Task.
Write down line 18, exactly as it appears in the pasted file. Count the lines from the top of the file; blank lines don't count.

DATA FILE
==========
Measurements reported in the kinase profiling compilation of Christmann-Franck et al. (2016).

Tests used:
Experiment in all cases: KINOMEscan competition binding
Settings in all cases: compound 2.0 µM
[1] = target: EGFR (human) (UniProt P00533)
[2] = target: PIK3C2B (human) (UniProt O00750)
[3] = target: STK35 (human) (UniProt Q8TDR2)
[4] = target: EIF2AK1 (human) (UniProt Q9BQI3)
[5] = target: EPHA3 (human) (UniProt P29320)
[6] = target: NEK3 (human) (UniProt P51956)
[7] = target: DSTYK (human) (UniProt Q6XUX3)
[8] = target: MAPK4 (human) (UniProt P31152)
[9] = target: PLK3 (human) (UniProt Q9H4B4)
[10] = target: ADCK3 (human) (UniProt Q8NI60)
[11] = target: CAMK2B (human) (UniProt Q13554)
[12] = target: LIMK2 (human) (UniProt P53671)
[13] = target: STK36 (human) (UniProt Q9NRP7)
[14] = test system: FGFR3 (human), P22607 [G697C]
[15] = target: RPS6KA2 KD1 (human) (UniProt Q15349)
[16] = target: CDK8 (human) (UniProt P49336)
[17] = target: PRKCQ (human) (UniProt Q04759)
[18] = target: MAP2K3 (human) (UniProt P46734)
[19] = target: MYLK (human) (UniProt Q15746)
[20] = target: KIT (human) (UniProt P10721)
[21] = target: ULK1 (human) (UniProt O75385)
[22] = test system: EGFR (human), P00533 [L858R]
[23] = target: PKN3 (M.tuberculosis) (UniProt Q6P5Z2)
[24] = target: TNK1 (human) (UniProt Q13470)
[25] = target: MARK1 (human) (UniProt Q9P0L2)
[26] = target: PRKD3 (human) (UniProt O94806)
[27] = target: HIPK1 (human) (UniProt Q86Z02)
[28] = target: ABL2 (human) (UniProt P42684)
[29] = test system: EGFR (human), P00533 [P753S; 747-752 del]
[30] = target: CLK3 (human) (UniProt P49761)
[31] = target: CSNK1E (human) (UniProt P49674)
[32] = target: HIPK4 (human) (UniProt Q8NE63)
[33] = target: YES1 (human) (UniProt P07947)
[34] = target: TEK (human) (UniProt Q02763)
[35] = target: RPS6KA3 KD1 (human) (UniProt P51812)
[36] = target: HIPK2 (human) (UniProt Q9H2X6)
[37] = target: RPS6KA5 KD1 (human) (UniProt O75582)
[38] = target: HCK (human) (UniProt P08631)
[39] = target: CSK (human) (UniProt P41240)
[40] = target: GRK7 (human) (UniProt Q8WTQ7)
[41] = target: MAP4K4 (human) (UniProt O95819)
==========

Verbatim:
[14] = test system: FGFR3 (human), P22607 [G697C]